Today, the Halal food industry is a large revenue market and according to PEW Research, the global Muslim population will increase by 73% to an estimated 2.8 billion by 2050 [4]. For example, the Halal food market has amounted to USD 1.292 trillion, almost triple the size of Japan’s food and beverage market [5].
The increase in the demand for Halal food is due to numerous factors including population growth, economic prosperity, globalization of the Halal food chain, as well as social and religious obligations to consume only Halal [6]. Moreover, a growing number of non-Muslims consume Halal products, due to the perception that Halal foods are safe [7].

As Muslim and non-Muslim consumers are becoming aware and knowledgeable about their food consumption, sustainability remains a growing concern in the food industry [8]. According to Abdullah et al.,
the fast-evolving Halal food industry will face growing pressure responding to consumers’ concerns [9].
Therefore, a systemic approach to address sustainability issues in the HFSC is imperative to optimize the value chain and support food preparation, processing, storage, and logistics. As such, challenges related to sustainable HFSC practices, nutrition, food safety, food authenticity and corporate social responsibility should be a high priority on the agenda of Halal food suppliers and retailers. Therefore, the purpose of this study was to investigate the necessary measures that can be taken to develop sustainable HFSCs.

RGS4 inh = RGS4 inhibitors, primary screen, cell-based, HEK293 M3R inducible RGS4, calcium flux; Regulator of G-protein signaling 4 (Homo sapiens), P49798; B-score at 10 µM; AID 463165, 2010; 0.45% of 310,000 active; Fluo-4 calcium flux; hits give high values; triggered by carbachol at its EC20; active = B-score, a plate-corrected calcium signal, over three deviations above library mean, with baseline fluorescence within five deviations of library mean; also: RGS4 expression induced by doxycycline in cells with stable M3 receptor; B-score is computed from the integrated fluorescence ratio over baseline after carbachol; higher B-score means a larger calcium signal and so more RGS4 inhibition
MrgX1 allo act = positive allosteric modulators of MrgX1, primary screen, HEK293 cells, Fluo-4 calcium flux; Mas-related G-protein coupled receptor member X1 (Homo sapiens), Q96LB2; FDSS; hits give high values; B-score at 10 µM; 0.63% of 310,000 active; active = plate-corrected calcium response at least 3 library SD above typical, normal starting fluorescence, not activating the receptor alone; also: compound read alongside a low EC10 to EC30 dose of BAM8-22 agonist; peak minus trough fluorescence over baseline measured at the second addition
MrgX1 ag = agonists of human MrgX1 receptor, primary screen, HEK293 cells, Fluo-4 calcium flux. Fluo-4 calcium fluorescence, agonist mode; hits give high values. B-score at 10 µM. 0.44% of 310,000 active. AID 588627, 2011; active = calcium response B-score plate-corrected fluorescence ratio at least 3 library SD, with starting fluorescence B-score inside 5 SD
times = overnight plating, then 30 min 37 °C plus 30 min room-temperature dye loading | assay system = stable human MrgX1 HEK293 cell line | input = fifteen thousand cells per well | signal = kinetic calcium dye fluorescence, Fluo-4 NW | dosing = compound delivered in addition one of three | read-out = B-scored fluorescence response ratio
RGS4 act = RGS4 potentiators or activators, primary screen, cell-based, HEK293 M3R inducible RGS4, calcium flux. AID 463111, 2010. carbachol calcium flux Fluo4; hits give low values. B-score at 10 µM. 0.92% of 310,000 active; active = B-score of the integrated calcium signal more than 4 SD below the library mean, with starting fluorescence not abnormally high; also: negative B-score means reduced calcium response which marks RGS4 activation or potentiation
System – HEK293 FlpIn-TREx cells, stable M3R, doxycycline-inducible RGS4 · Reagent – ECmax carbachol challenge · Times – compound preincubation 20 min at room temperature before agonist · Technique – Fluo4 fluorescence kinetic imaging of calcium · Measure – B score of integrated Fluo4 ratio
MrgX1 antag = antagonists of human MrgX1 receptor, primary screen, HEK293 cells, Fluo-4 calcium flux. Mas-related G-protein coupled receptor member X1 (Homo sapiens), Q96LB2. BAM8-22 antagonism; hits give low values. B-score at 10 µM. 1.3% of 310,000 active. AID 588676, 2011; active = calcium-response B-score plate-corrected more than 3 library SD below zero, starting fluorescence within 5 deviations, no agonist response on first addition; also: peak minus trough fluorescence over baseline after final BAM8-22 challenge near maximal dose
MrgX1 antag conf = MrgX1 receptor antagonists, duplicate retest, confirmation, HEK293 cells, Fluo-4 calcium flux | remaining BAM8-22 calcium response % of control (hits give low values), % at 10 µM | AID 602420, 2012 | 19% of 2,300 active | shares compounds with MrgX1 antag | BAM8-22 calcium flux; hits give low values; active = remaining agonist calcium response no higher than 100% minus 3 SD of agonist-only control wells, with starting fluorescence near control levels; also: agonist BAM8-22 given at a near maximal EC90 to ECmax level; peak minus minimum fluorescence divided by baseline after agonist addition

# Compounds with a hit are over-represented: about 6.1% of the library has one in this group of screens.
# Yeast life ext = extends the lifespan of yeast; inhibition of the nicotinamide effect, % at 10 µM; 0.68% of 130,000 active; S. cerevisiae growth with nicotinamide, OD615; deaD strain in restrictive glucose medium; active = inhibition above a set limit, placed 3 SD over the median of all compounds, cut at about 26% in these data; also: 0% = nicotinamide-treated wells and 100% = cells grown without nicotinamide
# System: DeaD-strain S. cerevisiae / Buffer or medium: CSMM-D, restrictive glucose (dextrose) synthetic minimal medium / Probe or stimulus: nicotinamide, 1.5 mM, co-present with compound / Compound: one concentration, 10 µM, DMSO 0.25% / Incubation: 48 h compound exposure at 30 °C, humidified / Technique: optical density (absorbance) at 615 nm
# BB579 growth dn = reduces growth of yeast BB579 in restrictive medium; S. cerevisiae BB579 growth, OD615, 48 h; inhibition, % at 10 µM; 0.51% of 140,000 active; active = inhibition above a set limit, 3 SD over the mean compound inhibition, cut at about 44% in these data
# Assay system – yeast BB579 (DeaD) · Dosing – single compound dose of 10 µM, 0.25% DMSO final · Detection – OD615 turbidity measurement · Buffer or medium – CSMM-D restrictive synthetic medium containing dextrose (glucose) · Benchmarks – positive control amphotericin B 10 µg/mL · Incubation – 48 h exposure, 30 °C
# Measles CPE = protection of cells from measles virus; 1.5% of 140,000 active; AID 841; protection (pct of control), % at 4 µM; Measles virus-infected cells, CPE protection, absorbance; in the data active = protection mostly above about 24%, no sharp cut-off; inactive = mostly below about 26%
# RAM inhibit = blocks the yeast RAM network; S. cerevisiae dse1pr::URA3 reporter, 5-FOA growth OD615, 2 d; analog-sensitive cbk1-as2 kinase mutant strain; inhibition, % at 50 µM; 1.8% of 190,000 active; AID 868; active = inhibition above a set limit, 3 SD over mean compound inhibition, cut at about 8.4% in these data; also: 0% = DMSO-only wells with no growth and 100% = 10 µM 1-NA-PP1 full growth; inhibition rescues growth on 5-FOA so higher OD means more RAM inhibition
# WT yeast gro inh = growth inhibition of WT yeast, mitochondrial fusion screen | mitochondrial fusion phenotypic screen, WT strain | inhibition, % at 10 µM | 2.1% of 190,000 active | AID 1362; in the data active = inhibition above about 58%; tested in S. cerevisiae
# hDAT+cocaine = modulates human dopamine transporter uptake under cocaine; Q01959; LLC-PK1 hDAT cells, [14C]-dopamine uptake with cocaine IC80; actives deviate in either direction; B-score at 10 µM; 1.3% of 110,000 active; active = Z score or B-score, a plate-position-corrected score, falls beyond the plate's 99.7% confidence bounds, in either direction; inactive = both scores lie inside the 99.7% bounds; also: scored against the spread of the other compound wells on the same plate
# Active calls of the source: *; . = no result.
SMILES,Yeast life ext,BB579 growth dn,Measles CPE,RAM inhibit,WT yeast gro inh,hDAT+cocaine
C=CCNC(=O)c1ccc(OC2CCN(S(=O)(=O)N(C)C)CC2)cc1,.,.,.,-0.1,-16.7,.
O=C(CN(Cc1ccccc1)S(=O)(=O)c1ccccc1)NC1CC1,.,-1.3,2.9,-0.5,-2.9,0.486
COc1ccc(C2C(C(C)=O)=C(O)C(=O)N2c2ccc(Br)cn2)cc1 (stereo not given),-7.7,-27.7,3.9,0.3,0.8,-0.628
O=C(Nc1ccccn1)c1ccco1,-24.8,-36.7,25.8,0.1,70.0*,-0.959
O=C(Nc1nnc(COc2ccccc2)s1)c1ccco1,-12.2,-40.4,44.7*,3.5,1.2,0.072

This research responds to Abdullah et al. and Rahman et al., who note that there is still a lack of research that documents the sustainable practices in the HFSC [9, 10]. Their calls have provided a justification for conducting this study. As such, we conceptualize Halal sustainability as a significant shift from today’s Halal food ecosystem, where the primary goal is compliance with the Islamic dietary law, to the development of holistically sustainable HFSCs. We recognize that the transition toward sustainable HFSCs gives rise to necessary changes in the governance of how Halal foods are prepared, produced, handled, and delivered to consumers. Hence, we conducted a systematic literature review and a bibliometric analysis to identify the sustainable practices that are implementable within HFSCs.

The literature on Halal food and sustainability remains fragmented, poorly conceptualized, and a patchwork of non-coherent insights. To bridge this knowledge gap, we attempted to provide clear answers to the following research question: “What are the measures necessary for the development of sustainable Halal food supply chains (HFSCs)?”